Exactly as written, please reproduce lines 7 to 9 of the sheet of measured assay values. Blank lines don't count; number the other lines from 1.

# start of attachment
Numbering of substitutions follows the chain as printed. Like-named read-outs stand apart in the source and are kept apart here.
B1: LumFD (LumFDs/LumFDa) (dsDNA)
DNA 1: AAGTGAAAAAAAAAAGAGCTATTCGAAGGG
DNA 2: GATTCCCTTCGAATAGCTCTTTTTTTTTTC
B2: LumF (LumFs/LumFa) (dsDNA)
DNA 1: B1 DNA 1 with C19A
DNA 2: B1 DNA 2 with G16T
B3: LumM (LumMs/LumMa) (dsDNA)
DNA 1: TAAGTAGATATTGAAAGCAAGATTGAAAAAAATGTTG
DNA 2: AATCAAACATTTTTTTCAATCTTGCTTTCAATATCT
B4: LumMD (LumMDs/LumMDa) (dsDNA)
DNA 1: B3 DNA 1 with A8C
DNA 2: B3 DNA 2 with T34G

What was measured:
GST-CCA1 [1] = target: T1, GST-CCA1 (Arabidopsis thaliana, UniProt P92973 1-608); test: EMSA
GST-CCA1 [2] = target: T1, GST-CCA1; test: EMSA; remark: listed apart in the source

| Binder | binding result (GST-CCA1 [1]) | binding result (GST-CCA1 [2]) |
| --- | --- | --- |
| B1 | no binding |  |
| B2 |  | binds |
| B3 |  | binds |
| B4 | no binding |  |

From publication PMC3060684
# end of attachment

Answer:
DNA 2: B1 DNA 2 with G16T
B3: LumM (LumMs/LumMa) (dsDNA)
DNA 1: TAAGTAGATATTGAAAGCAAGATTGAAAAAAATGTTG